The meaning of 1 Peter 3:19 states that Christ, through the Holy Spirit, preached to spirits who were in prison. In other words, you and I are spirits (a living soul), and if we’re not saved then we’re imprisoned by the devil. The story of Peter's imprisonment (Acts 12:5-11) where the angel came to set him free is like how the devil imprisoned us by our sins, and the only person who can break us free from the controls of the devil and the shackles of sin is Christ. Isaiah 61:1 explains the ministry of Christ in setting the captives free and opening the prison door to them that are bound, simply saying that the work of Christ was to save people just like how Noah was preaching for people to be saved from the Great Flood. This same Spirit in Noah’s days is how Jesus aims to save people whose spirits were imprisoned by the devil and sin. The verse is not talking about how their ghosts were in hell, chained up, or anything of sorts.
Well, between Friday sunset and Saturday sunset, Jesus was dead asleep in the tomb to honor the Sabbath rest. Jesus said “It is finished” (John 19:30); then He kept the Sabbath day holy according to the commandment that He had commanded, Himself (Exodus 20:8). Jesus didn’t change the Sabbath day to the first day of the week (no scriptural evidence for that). Even his disciples and followers kept the Sabbath after Jesus died and placed His body in the tomb, as found in Luke 23:53–56; John 19:42; John 20:1 (the 1st day of the week begins on Saturday evening after the Sabbath). It was important for Jesus to keep the Sabbath holy even in His death, which makes the importance of keeping the Sabbath even greater. You will find the Seal of God in the Sabbath Commandment.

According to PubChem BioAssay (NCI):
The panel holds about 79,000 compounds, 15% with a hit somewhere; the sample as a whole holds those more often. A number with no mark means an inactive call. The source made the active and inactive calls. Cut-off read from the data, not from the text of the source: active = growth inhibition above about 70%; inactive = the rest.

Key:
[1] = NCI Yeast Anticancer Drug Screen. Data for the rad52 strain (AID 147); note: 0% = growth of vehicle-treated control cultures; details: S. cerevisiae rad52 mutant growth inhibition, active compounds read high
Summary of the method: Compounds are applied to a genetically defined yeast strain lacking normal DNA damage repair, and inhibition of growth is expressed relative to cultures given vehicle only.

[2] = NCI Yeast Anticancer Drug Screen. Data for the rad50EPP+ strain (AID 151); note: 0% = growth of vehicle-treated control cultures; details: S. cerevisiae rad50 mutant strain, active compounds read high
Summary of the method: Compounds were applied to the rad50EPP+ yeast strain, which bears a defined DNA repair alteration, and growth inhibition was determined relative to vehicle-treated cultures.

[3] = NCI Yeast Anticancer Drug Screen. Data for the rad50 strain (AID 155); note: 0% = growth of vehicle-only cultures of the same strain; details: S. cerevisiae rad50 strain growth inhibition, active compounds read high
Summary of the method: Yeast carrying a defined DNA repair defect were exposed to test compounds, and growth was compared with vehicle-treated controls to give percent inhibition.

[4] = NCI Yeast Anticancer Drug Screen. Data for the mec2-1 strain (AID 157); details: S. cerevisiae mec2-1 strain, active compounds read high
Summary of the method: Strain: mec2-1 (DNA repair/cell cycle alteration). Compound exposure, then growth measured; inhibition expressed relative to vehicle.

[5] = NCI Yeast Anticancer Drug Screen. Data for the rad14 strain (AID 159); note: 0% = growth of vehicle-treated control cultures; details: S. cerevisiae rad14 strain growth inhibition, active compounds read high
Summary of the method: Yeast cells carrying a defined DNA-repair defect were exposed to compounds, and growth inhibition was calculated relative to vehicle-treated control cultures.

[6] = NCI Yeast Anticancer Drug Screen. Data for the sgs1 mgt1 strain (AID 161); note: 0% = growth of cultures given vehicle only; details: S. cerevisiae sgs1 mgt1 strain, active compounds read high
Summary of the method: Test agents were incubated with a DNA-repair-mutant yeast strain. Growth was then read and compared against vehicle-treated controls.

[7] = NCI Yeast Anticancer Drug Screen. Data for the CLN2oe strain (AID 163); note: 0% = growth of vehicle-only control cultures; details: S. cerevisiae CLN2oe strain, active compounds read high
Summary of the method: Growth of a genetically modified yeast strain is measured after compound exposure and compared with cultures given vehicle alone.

The bible gives us the meaning and understanding of a resurrection. A resurrection is defined as you are still you (the same person), but with a new glorified resurrected body created to last forever to live in the new heaven and new earth (1 Corinthians 15:35-58,1 Corinthians 13:12).
From your comment about Jesus honouring the Sabbath, does that simply means that though he was dead but he was aware of the the Sabbath which also is in contradiction of the verse that says the dead knows nothing at all ?? Please help to understand
Very good question. How could a dead person keep the Sabbath? And why did Jesus work every Sabbath what He was alive? Does keeping the Sabbath mean that we should do nothing?
I had a look at this passage in an interleaved Greek New Testament as well as a number of modern translations. I am not an expert in the nuances of NT Greek so this is only a personal opinion. I find that the passage is more illustrative than prescriptive. It is illustrating the patience of God (or the Holy Spirit if you prefer) with the antediluvian people. This is in spite of the fact that only eight people were saved.
As nearly always, context provides a better understanding of the intention of the writer.